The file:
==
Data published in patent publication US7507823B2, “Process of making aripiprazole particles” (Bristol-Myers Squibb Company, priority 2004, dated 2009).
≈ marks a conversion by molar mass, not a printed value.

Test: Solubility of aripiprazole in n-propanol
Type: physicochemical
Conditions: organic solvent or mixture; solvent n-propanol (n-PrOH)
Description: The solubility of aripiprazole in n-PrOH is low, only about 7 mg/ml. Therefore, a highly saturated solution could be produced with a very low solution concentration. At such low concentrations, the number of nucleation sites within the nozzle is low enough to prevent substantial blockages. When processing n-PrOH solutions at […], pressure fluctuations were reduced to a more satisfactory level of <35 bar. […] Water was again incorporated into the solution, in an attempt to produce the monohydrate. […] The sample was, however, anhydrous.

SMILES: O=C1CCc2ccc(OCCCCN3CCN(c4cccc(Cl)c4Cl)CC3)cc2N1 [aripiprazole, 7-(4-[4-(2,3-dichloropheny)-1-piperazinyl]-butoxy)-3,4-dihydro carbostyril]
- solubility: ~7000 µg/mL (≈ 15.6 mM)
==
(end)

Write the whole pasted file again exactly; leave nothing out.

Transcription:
Data published in patent publication US7507823B2, “Process of making aripiprazole particles” (Bristol-Myers Squibb Company, priority 2004, dated 2009).
≈ marks a conversion by molar mass, not a printed value.

Test: Solubility of aripiprazole in n-propanol
Type: physicochemical
Conditions: organic solvent or mixture; solvent n-propanol (n-PrOH)
Description: The solubility of aripiprazole in n-PrOH is low, only about 7 mg/ml. Therefore, a highly saturated solution could be produced with a very low solution concentration. At such low concentrations, the number of nucleation sites within the nozzle is low enough to prevent substantial blockages. When processing n-PrOH solutions at […], pressure fluctuations were reduced to a more satisfactory level of <35 bar. […] Water was again incorporated into the solution, in an attempt to produce the monohydrate. […] The sample was, however, anhydrous.

SMILES: O=C1CCc2ccc(OCCCCN3CCN(c4cccc(Cl)c4Cl)CC3)cc2N1 [aripiprazole, 7-(4-[4-(2,3-dichloropheny)-1-piperazinyl]-butoxy)-3,4-dihydro carbostyril]
- solubility: ~7000 µg/mL (≈ 15.6 mM)